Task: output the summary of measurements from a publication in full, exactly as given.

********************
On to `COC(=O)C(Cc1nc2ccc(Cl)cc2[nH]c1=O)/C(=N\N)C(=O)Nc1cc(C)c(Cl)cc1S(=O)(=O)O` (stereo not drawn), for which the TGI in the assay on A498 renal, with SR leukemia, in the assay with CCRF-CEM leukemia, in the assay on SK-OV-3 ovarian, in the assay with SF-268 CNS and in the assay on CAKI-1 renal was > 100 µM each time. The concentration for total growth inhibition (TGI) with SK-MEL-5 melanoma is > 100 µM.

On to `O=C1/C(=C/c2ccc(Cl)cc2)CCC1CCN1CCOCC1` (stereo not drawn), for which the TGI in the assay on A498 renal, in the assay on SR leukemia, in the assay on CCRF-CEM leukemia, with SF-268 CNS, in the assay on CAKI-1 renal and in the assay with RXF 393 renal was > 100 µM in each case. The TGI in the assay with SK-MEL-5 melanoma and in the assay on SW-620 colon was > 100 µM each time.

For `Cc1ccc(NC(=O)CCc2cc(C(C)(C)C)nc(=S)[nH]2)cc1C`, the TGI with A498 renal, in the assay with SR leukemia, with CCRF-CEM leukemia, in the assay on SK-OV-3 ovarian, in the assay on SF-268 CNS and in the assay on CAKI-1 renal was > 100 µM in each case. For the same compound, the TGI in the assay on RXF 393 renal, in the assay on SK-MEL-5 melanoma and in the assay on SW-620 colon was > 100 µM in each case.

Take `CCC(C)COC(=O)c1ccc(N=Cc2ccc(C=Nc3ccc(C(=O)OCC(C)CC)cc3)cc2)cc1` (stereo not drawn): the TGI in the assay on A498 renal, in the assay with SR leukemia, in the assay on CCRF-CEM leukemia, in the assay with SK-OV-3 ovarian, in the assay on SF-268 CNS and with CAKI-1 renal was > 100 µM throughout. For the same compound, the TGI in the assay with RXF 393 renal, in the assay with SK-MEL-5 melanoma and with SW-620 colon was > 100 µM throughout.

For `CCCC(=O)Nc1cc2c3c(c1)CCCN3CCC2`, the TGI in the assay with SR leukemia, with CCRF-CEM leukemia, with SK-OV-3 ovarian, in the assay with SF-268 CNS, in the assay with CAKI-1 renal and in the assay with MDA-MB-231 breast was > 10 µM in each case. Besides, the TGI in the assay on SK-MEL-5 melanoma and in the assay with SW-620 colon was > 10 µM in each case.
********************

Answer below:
On to `COC(=O)C(Cc1nc2ccc(Cl)cc2[nH]c1=O)/C(=N\N)C(=O)Nc1cc(C)c(Cl)cc1S(=O)(=O)O` (stereo not drawn), for which the TGI in the assay on A498 renal, with SR leukemia, in the assay with CCRF-CEM leukemia, in the assay on SK-OV-3 ovarian, in the assay with SF-268 CNS and in the assay on CAKI-1 renal was > 100 µM each time. The concentration for total growth inhibition (TGI) with SK-MEL-5 melanoma is > 100 µM.

On to `O=C1/C(=C/c2ccc(Cl)cc2)CCC1CCN1CCOCC1` (stereo not drawn), for which the TGI in the assay on A498 renal, in the assay on SR leukemia, in the assay on CCRF-CEM leukemia, with SF-268 CNS, in the assay on CAKI-1 renal and in the assay with RXF 393 renal was > 100 µM in each case. The TGI in the assay with SK-MEL-5 melanoma and in the assay on SW-620 colon was > 100 µM each time.

For `Cc1ccc(NC(=O)CCc2cc(C(C)(C)C)nc(=S)[nH]2)cc1C`, the TGI with A498 renal, in the assay with SR leukemia, with CCRF-CEM leukemia, in the assay on SK-OV-3 ovarian, in the assay on SF-268 CNS and in the assay on CAKI-1 renal was > 100 µM in each case. For the same compound, the TGI in the assay on RXF 393 renal, in the assay on SK-MEL-5 melanoma and in the assay on SW-620 colon was > 100 µM in each case.

Take `CCC(C)COC(=O)c1ccc(N=Cc2ccc(C=Nc3ccc(C(=O)OCC(C)CC)cc3)cc2)cc1` (stereo not drawn): the TGI in the assay on A498 renal, in the assay with SR leukemia, in the assay on CCRF-CEM leukemia, in the assay with SK-OV-3 ovarian, in the assay on SF-268 CNS and with CAKI-1 renal was > 100 µM throughout. For the same compound, the TGI in the assay with RXF 393 renal, in the assay with SK-MEL-5 melanoma and with SW-620 colon was > 100 µM throughout.

For `CCCC(=O)Nc1cc2c3c(c1)CCCN3CCC2`, the TGI in the assay with SR leukemia, with CCRF-CEM leukemia, with SK-OV-3 ovarian, in the assay with SF-268 CNS, in the assay with CAKI-1 renal and in the assay with MDA-MB-231 breast was > 10 µM in each case. Besides, the TGI in the assay on SK-MEL-5 melanoma and in the assay with SW-620 colon was > 10 µM in each case.